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Meet SARAH, A Digital Health Promoter from WHO to Answer Your Health Query with Empathy

Written by : Arti Ghargi

April 3, 2024

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Image Source: WHO Website

SARAH can interact with users in eight different languages and is available 24/7 on any device. It engages users on a wide range of health topics.

The World Health Organization (WHO) unveiled its latest innovation: SARAH, an AI-powered digital health promoter ahead of World Health Day, themed 'My Health, My Right'.

SARAH stands for Smart AI Resource Assistant for Health and represents a significant leap forward in AI-powered health information avatars.

Equipped with enhanced empathetic response capabilities driven by generative artificial intelligence (AI), SARAH is aimed to transform the way people across the globe access health information.

It can interact with users in eight different languages and is available 24/7 on any device. SARAH engages users on a wide range of health topics, from healthy habits to mental health, empowering individuals to optimize their well-being journey.

Commenting on the development, WHO Director-General Dr Tedros Adhanom Ghebreyesus said, “The future of health is digital, and supporting countries to harness the power of digital technologies for health is a priority for WHO.”

“S.A.R.A.H. gives us a glimpse of how artificial intelligence could be used in future to improve access to health information in a more interactive way,” he added.

Understanding SARAH’s Functionalities

SARAH operates on generative AI and not on a pre-set algorithm or script, unlike previous iterations, which enables real-time, personalized interactions with users. It is supported by Soul Machines Biological AI.

The virtual avatar delivers nuanced, empathetic responses as per individual needs, fostering a judgment-free environment for health-related discussions.

WHO Director General also invited the research community to help WHO to explore how this technology could bridge inequities and help people access up-to-date, reliable health information.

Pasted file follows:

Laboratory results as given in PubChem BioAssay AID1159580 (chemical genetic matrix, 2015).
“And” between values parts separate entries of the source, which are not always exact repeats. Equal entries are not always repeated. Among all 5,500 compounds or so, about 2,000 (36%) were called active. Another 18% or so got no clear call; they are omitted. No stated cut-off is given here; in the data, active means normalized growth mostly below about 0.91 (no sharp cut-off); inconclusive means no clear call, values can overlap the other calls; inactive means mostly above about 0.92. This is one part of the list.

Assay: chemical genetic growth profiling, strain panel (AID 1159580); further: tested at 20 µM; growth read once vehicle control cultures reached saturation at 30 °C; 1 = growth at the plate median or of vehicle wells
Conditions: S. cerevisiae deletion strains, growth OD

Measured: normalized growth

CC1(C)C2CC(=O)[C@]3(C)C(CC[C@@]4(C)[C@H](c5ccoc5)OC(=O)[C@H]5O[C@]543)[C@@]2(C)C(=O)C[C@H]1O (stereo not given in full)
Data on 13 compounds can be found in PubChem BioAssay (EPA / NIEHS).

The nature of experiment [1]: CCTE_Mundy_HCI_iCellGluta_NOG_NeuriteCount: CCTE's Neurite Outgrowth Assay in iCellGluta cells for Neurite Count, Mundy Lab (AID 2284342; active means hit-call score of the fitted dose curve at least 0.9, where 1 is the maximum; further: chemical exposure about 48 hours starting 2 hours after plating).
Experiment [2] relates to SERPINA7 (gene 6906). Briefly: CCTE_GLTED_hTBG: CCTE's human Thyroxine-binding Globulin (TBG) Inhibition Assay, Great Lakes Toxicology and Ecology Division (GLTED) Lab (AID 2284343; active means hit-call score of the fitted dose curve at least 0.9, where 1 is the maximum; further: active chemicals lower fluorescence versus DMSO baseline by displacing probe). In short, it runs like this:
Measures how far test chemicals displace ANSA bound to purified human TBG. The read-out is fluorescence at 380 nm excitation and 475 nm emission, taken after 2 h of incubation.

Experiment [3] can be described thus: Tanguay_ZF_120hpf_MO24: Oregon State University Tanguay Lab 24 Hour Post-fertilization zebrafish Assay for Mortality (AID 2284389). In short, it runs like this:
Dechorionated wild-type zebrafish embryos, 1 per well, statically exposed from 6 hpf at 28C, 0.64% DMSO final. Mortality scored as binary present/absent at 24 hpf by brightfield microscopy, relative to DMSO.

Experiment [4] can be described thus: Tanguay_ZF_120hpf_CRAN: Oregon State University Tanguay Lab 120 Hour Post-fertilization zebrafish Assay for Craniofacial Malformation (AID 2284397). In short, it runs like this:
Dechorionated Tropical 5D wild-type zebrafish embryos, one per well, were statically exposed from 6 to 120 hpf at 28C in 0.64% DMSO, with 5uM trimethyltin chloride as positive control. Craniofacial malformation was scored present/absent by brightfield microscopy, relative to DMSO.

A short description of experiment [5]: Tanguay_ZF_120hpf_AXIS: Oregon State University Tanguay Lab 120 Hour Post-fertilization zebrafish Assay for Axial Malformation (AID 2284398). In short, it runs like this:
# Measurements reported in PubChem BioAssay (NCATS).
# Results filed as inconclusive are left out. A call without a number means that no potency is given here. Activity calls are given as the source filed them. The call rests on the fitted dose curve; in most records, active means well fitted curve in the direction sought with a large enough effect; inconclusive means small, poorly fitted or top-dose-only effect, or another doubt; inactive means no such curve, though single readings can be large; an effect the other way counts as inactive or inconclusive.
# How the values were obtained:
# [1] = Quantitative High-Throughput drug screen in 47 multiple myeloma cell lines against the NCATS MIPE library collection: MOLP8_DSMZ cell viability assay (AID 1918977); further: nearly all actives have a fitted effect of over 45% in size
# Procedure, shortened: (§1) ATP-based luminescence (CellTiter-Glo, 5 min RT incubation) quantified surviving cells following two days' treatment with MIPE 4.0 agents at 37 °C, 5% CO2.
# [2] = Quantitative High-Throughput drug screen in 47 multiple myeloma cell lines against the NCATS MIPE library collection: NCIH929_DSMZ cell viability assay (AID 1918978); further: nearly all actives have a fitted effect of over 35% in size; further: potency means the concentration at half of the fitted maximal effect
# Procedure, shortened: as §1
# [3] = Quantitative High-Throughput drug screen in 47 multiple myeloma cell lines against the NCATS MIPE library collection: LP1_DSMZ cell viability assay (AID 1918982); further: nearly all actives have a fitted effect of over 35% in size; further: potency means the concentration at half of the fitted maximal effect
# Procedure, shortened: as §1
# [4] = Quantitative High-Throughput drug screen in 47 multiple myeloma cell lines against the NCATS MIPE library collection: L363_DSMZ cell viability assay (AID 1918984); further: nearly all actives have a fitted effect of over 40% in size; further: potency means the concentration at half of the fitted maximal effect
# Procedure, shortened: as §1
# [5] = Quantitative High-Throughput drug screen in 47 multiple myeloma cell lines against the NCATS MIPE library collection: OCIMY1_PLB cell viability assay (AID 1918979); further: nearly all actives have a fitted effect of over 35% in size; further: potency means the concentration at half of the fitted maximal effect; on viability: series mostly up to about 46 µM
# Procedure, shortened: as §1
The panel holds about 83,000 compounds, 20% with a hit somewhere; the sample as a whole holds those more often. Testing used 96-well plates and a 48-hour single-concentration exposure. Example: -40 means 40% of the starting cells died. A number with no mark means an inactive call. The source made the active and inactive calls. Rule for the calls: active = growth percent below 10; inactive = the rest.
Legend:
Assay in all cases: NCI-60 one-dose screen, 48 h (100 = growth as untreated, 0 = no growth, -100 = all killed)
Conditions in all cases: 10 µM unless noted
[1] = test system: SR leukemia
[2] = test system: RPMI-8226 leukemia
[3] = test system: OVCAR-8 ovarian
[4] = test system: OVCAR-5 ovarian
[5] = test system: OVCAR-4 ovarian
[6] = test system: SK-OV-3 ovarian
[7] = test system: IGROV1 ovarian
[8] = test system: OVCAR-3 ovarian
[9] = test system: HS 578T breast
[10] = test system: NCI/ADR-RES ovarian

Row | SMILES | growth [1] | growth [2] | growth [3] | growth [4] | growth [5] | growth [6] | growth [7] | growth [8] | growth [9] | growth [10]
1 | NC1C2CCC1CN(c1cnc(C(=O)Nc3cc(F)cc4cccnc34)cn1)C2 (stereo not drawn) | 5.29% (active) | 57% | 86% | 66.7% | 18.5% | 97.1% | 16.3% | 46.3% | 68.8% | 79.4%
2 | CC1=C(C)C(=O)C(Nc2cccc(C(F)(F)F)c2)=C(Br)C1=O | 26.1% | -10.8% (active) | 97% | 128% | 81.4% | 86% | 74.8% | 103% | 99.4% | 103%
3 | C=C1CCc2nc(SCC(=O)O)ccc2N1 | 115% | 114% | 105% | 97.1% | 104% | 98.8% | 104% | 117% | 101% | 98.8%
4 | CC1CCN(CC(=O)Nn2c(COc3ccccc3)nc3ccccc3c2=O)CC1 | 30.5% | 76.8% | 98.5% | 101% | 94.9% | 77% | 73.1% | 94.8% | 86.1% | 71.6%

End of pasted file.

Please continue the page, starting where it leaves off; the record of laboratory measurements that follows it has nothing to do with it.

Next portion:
WHO said that it acknowledges that ethical concerns surrounding AI including equitable access, privacy, safety and accuracy, data protection, and bias despite its potential.

From equitable access to privacy and bias mitigation, WHO emphasizes the importance of addressing these concerns to ensure that AI benefits all individuals.

“Continuous evaluation and refinement as part of this project emphasize WHO's dedication to bringing health information closer to people while maintaining the highest standards of ethics and evidence-based content,” the organization said.

SARAH builds upon the success of its predecessor, Florence, which played a crucial role in disseminating vital public health messages during the COVID-19 pandemic on the virus, vaccines, tobacco use, healthy eating and physical activity.

With a focus on reliability, responsibility, and accessibility, SARAH represents a pivotal step towards democratizing health information.

WHO’s Digital Tools for Healthcare

WHO has launched several tools and platforms to realize its mission of Right to Health for all individuals across the globe by leveraging technology.

The idea is to meet the users on their existing digital journey to communicate effectively with audiences who may not actively seek public health advice from approved sources.

One such tool is Health Alert Chatbots. Social media and messaging platforms such as WhatsApp, Facebook Messenger and Viber early in the Covid-19 pandemic created the WHO Health Alert Chatbot.

The chatbot provided on demand news and information on how to protect yourself and others from COVID-19 to millions of people. The chatbot is available in more than 19 languages. The WhatsApp chatbot alone has reached over 13.5 million people.

In early 2021, WHO also launched Telecommunications Partnerships in collaboration with ‘Out There Impact’. The partnership was aimed to reach 300 million people with critical preventative COVID-19 information through mobile chat bots using rich media. Over fifteen mobile operator partners are currently involved across Europe, Africa and Asia.

In another effort to democratize health information, WHO partnered with Facebook Free Basics to make science-based health information on COVID-19 available free of data charges on multiple carriers. As per the global organization, this partnership has reached more than 1.5 million of the most vulnerable people on the Internet.


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